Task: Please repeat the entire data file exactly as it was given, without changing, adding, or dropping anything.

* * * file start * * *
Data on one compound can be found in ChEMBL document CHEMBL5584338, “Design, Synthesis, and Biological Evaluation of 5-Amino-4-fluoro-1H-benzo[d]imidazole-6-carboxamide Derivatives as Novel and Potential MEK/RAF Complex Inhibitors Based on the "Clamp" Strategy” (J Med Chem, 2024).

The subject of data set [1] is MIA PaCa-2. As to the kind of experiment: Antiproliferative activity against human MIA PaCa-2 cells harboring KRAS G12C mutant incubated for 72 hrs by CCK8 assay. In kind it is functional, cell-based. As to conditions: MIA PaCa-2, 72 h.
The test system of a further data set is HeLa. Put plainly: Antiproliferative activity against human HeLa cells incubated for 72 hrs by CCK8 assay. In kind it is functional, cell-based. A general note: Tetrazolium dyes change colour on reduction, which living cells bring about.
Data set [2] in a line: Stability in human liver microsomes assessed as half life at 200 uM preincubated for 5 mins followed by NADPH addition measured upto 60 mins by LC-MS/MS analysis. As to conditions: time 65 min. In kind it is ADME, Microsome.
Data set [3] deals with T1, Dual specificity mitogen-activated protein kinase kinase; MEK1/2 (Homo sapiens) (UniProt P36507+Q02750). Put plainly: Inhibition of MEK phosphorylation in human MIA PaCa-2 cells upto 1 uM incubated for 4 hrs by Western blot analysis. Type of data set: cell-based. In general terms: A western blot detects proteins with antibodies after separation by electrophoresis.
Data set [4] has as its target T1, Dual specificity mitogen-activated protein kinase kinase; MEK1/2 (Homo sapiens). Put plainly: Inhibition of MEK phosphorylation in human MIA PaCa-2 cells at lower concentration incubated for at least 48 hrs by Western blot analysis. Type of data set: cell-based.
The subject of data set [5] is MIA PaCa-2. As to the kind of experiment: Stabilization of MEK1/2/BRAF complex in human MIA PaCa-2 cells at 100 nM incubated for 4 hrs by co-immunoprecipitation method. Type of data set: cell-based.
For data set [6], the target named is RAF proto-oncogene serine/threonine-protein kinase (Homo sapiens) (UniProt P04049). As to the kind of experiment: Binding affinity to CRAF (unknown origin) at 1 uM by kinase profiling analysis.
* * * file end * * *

Data on one compound can be found in ChEMBL document CHEMBL5584338, “Design, Synthesis, and Biological Evaluation of 5-Amino-4-fluoro-1H-benzo[d]imidazole-6-carboxamide Derivatives as Novel and Potential MEK/RAF Complex Inhibitors Based on the "Clamp" Strategy” (J Med Chem, 2024).

The subject of data set [1] is MIA PaCa-2. As to the kind of experiment: Antiproliferative activity against human MIA PaCa-2 cells harboring KRAS G12C mutant incubated for 72 hrs by CCK8 assay. In kind it is functional, cell-based. As to conditions: MIA PaCa-2, 72 h.
The test system of a further data set is HeLa. Put plainly: Antiproliferative activity against human HeLa cells incubated for 72 hrs by CCK8 assay. In kind it is functional, cell-based. A general note: Tetrazolium dyes change colour on reduction, which living cells bring about.
Data set [2] in a line: Stability in human liver microsomes assessed as half life at 200 uM preincubated for 5 mins followed by NADPH addition measured upto 60 mins by LC-MS/MS analysis. As to conditions: time 65 min. In kind it is ADME, Microsome.
Data set [3] deals with T1, Dual specificity mitogen-activated protein kinase kinase; MEK1/2 (Homo sapiens) (UniProt P36507+Q02750). Put plainly: Inhibition of MEK phosphorylation in human MIA PaCa-2 cells upto 1 uM incubated for 4 hrs by Western blot analysis. Type of data set: cell-based. In general terms: A western blot detects proteins with antibodies after separation by electrophoresis.
Data set [4] has as its target T1, Dual specificity mitogen-activated protein kinase kinase; MEK1/2 (Homo sapiens). Put plainly: Inhibition of MEK phosphorylation in human MIA PaCa-2 cells at lower concentration incubated for at least 48 hrs by Western blot analysis. Type of data set: cell-based.
The subject of data set [5] is MIA PaCa-2. As to the kind of experiment: Stabilization of MEK1/2/BRAF complex in human MIA PaCa-2 cells at 100 nM incubated for 4 hrs by co-immunoprecipitation method. Type of data set: cell-based.
For data set [6], the target named is RAF proto-oncogene serine/threonine-protein kinase (Homo sapiens) (UniProt P04049). As to the kind of experiment: Binding affinity to CRAF (unknown origin) at 1 uM by kinase profiling analysis.